Facebook privacy paper printed in IEEE Technology & Society

Stephen’s analysis of Facebook’s privacy compliance problems — jointly developed with Salinger’s Anna Johnston — has been published in the IEEE “Technology and Society” magazine. Pre-print copy attached.

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Privacy Compliance Risks for Facebook

Anna Johnston & Stephen Wilson
IEEE Technology and Society Magazine, Vol. 31, No. 2. (Summer 2012), pp. 59-64.


Facebook is an Internet and societal phenomenon. In just a few years it has claimed a significant proportion of the world’s population as regular users, becoming by far the most dominant Online Social Network (OSN). With its success has come a good deal of controversy, especially over privacy. Does Facebook and its kin herald a true shift in privacy values, or despite occasional reckless revelations, are most users actually as reserved as ever? We argue it’s too early to draw conclusions about society as a whole from the OSN experience to date, However, Facebook in particular brings a number of compliance risks in jurisdictions that have enacted modern Information Privacy Law.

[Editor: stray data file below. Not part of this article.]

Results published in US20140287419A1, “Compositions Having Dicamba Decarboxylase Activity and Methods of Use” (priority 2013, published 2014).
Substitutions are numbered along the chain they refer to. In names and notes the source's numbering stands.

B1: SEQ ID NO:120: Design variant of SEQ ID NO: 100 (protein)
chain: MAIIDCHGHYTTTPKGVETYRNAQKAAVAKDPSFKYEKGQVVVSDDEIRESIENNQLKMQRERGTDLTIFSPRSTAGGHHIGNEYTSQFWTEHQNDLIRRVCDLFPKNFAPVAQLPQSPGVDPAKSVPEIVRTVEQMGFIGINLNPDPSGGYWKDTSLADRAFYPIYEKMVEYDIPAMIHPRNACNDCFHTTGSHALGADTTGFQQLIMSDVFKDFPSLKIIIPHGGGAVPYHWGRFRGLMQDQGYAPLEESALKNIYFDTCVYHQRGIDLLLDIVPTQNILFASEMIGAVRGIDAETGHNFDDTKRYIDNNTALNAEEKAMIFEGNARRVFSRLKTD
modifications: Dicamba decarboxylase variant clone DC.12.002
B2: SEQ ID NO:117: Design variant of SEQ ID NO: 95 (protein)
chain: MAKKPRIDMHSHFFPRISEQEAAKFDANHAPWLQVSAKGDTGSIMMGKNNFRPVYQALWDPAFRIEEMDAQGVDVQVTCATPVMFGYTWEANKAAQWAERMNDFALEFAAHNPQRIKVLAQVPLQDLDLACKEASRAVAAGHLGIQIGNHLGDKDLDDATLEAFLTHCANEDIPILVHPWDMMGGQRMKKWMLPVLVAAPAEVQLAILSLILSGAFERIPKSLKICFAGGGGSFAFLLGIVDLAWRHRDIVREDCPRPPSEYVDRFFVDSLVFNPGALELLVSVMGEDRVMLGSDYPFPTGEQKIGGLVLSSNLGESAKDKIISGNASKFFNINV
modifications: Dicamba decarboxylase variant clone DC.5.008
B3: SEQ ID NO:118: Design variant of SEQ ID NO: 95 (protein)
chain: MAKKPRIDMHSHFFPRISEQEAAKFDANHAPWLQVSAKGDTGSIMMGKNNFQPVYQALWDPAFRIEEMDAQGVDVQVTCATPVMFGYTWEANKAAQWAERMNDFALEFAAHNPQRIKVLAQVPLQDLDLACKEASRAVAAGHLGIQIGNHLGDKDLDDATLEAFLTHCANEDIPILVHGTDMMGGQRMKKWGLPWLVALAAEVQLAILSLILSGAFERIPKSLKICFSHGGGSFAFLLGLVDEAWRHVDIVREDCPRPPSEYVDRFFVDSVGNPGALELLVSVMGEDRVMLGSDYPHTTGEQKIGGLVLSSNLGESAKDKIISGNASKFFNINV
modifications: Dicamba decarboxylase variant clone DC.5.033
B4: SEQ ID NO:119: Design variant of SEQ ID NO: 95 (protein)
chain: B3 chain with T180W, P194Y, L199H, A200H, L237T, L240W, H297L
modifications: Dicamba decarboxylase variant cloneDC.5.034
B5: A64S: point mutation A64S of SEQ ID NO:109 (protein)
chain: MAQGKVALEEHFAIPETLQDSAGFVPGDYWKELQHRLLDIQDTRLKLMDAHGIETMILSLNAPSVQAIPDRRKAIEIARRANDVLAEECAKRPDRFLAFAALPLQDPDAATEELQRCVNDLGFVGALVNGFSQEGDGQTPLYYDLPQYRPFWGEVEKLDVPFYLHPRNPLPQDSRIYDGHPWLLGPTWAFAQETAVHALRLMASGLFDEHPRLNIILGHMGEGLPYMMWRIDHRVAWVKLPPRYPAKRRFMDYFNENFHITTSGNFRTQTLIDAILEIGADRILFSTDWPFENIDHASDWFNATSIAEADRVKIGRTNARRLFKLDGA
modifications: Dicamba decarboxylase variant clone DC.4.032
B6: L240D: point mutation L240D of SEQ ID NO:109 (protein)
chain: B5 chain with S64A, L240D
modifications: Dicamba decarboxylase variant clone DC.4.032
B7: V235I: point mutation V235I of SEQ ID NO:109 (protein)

Over 70 jurisdictions worldwide now have enacted data privacy laws around half of which are based on privacy principles articulated by the Organisation for Economic Cooperation and Development (OECD). Amongst these are the Collection Limitation Principle which requires data custodians to not gather more personal information than they need for the tasks at hand, and the Use Limitation Principle which dictates that personal information collected for one purpose not be arbitrarily used for others without consent.

In many jurisdictions, Facebook may not be complying with local data privacy laws. This article examines a number of areas of privacy compliance risk for Facebook. We focus on several ways in which Facebook collects personal inform-ation indirectly, through the import of members’ email address books for ‘finding friends’, and the tagging of friends as being in one’s company when using the ‘places’ feature. The ease of registration as a new member, combined with a lack of transparency about collection practices and permissive default privacy settings, lead to many opportunities for misadventure. Taking the National Privacy Principles from the Privacy Act 1988 (Cth) as our guide, we identify a number of potential breaches of privacy law, arising in part because Facebook administrators appear not to avail themselves of alternative means for managing personal information.

IEEE Johnston Wilson Facebook June 2012 PREPRINT